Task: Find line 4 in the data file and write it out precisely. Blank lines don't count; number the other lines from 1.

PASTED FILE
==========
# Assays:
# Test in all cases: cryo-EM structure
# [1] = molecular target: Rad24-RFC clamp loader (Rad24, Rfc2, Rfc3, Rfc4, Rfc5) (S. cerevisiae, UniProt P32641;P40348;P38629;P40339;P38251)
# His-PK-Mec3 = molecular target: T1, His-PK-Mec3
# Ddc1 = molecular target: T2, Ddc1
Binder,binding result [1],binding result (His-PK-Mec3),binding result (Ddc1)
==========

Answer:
# His-PK-Mec3 = molecular target: T1, His-PK-Mec3